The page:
The dreaded P1273 Code (2005 2.5S) - Nissan Forums : Nissan Forum
 
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post #1 of 11 Old 09-11-2011, 09:06 PM Thread Starter
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The dreaded P1273 Code (2005 2.5S)

Info and Symptoms:
99K miles
OEM exhaust, no mods
SES Light on (P1273 code)
Fuel smell noticable near outside read of the car
Braiding on exhaust flex pipe torn, but can't find a break in the flex pipe
No noticable breaks in the precat, cat piping, muffler, resonator,
Louder Exhaust
Grounding wire near tailpipes is broken.
Fuel mileage: unknown (my other half drives the car and buys the gas)
Oil consumption: Unknown (I'll keep track from now on)

Questions:
I've been reading through other threads, and it seems people will replace sensors only to have the P1273 code come back. The o2 and a/f sensors aren't cheap, so I'd like to narrow down which one it could be. Based on the fuel smell, which sensor might be bad?

I see two sensors on the exhaust: before the precat and before the flexpipe. Which sesnors are these, and where are the others?

I've read about the precat particles getting sucked into the engine, wearing the cylinder walls and rings, and oil consumption going up. I'd love to fix this before it becomes an issue, if it is an issue I'll sell the car. One thought was oil is being consumed, blown out the exhaust and has gunked up a sensor. Has a bad precat been linked to the P1273 code?


Chuckie
'05 Altima 2.5S, 129K.
Fixed: Rust holes in floor
Replaced: both CP sensors, Header without precat, alternator, blower motor resistor
Maintenance: Oil, trans fluid, brake pads & rotors, battery, serpentine belt.
I'm Never buying a Nissan ever again.
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post #2 of 11 Old 01-05-2012, 07:23 PM
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I've been working through a P1273 code issue. I changed a/f1 sensor only to have the code reappear. I ended up screwing up the throttle positions while looking for an intake or vacuum leak. I had to have it relearned at the dealer. While it was there they pressure tested the intake and vacuum systems and found no leaks (actually I got "it held pressure amazingly well for 200k" comment). The code was not present at the time I took it in, so they did not look further. It reappeared and I took the car back into the dealer. According to my dealer, the computer needs to learn the "calibration" of the new sensor. Has anyone else heard of this? Based on my line of work, it makes some sense but I don't work with cars. Is there a way to initiate a learn sequence from "home"?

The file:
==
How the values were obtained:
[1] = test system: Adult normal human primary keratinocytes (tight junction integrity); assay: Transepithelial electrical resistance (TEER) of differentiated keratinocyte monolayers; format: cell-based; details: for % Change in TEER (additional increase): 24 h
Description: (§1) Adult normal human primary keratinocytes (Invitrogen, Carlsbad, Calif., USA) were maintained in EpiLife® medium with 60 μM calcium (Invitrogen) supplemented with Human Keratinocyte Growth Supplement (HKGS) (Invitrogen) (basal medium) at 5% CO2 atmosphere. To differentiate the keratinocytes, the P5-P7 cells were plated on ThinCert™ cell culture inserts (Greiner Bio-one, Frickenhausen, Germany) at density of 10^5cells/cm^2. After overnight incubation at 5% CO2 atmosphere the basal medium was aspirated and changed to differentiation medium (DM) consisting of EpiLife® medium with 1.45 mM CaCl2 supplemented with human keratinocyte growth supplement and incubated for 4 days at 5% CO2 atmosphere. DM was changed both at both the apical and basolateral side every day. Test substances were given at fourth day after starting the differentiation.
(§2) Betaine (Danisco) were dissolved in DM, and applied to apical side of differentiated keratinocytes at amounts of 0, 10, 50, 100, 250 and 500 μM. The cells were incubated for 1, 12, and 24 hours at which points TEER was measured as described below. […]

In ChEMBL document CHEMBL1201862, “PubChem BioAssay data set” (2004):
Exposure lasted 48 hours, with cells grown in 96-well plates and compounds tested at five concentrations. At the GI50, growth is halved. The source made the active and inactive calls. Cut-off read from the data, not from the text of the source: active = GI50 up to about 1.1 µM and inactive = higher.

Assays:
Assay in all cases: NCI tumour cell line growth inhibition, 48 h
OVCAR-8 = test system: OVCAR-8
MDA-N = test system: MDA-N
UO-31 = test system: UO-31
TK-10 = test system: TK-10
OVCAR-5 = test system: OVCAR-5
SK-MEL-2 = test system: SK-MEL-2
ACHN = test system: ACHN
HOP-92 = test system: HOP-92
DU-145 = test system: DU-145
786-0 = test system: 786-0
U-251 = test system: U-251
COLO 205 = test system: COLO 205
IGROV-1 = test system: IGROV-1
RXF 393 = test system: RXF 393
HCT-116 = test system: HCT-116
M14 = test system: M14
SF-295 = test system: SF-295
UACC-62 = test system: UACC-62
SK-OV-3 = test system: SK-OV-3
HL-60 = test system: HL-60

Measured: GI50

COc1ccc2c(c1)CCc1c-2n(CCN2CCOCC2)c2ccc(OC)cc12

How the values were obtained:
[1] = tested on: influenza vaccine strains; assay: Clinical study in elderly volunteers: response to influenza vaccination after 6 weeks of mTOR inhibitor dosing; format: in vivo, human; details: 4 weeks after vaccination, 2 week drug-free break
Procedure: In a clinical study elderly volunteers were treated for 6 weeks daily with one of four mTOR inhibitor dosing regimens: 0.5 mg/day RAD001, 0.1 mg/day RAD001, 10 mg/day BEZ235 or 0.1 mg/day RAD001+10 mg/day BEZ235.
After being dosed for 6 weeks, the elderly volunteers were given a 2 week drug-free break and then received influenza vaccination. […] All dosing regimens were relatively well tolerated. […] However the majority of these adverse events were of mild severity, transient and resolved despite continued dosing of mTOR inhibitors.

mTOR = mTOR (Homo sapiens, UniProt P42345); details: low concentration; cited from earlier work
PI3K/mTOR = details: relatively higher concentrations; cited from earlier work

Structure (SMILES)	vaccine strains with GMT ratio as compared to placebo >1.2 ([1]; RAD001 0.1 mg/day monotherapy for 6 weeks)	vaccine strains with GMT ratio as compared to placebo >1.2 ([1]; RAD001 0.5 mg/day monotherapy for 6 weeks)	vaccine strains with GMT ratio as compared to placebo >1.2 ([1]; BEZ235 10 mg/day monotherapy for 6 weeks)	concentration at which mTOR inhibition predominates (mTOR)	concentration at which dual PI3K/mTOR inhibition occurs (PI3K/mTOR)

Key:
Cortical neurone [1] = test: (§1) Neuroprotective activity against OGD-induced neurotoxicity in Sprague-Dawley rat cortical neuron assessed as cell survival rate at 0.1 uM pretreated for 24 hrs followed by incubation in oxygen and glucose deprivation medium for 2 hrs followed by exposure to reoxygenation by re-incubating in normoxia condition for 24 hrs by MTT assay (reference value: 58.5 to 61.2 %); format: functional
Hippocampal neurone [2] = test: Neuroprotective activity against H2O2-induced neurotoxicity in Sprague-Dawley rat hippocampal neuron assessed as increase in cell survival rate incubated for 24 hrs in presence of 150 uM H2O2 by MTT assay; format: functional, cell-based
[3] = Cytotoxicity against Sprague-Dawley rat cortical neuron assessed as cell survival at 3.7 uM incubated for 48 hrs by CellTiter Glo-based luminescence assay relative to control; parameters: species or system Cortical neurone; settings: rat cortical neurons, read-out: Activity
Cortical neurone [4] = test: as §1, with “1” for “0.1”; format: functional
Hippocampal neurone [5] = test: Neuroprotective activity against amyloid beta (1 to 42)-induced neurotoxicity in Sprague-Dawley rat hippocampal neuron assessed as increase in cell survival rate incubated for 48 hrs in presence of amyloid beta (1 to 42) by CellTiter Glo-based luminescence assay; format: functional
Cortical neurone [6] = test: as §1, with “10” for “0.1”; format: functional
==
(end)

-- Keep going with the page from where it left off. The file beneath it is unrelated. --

Update: Upon picking up my car from the dealer, I inquired about the relearning for the new a/f sensor. They said that each sensor has a slightly different sensitivity and this one must be more sensitive than the last such that it's causing the code to keep coming on. If it had been less sensitive, the code would not have reappeared. The readings would be in spec, wrong but in spec. Based on my everyday job I know that sensor sensitivities (or gains) vary from sensor to sensor, especially in my line of work. I just wonder if the same thing carries to the automotive sensors like this.

Last edited by AWhite; 01-05-2012 at 09:42 PM.
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post #3 of 11 Old 01-05-2012, 10:31 PM Thread Starter
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Thanks for bumping this thread. Here's my follow-up to my original post:

I ended up bringing the car to the Stealership. I told them the code, brought in the NTB06-039a service bulletin and wrote the symptoms in the bulletin. I paid the $110 for the diagnosis. Sure enough, they tell me it's a bad rear-oxygen sensor, $300 to replace it, and they will deduct the cost of the diagnosis. I declined. They also cleared the code as well.

I knew I wanted to replace the stock precat. I ordered anftermarket precat-less manifolds from the user MarkSpecV on this forum. With the new header, you need spacers on the rear o2 sensor, and the new bosch sensor is wider than the stock one, and didn't fit in the spacers. I drilled out the spacers more, but didn't have a drill bit large enough for the sensor. I gave up and reused the old o2 sensor. I returned the new o2 sensor and saved $100 on that.

Over 1K miles later - still no SES light. No more fuel smell. I think I paid the Stealership $110 to clear my code. Ugh.

Chuckie
'05 Altima 2.5S, 129K.
Fixed: Rust holes in floor
Replaced: both CP sensors, Header without precat, alternator, blower motor resistor
Maintenance: Oil, trans fluid, brake pads & rotors, battery, serpentine belt.
I'm Never buying a Nissan ever again.
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post #4 of 11 Old 01-05-2012, 11:30 PM
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I never had any fuel smell or adverse performance. I had a P0420 and then the P1273. I changed each of the sensors. Interesting that your Bosch was different from the stock sensor. Both Bosch sensors (exact replacement, not universal) were absolutely identical to the 8 year old stock sensor (other than the protective coating on the wires). I looked up online that (supposedly) the O2 sensors for Nissan are produced by Bosch.